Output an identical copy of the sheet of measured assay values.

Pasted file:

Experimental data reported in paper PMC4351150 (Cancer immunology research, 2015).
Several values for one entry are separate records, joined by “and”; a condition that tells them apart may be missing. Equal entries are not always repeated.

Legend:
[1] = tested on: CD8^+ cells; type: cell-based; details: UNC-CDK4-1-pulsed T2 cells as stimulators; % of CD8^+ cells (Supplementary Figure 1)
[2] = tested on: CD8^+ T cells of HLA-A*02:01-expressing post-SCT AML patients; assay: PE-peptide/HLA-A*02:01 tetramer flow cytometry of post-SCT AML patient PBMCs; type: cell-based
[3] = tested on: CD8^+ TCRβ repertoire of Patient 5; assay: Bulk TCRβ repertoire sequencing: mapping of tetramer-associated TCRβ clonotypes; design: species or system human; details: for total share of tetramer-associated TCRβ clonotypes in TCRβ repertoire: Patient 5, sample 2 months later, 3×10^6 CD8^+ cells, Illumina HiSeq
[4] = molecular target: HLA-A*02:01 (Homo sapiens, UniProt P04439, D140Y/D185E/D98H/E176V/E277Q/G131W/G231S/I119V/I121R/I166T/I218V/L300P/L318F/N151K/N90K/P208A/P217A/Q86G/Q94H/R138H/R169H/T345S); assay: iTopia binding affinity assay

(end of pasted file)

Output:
Experimental data reported in paper PMC4351150 (Cancer immunology research, 2015).
Several values for one entry are separate records, joined by “and”; a condition that tells them apart may be missing. Equal entries are not always repeated.

Legend:
[1] = tested on: CD8^+ cells; type: cell-based; details: UNC-CDK4-1-pulsed T2 cells as stimulators; % of CD8^+ cells (Supplementary Figure 1)
[2] = tested on: CD8^+ T cells of HLA-A*02:01-expressing post-SCT AML patients; assay: PE-peptide/HLA-A*02:01 tetramer flow cytometry of post-SCT AML patient PBMCs; type: cell-based
[3] = tested on: CD8^+ TCRβ repertoire of Patient 5; assay: Bulk TCRβ repertoire sequencing: mapping of tetramer-associated TCRβ clonotypes; design: species or system human; details: for total share of tetramer-associated TCRβ clonotypes in TCRβ repertoire: Patient 5, sample 2 months later, 3×10^6 CD8^+ cells, Illumina HiSeq
[4] = molecular target: HLA-A*02:01 (Homo sapiens, UniProt P04439, D140Y/D185E/D98H/E176V/E277Q/G131W/G231S/I119V/I121R/I166T/I218V/L300P/L318F/N151K/N90K/P208A/P217A/Q86G/Q94H/R138H/R169H/T345S); assay: iTopia binding affinity assay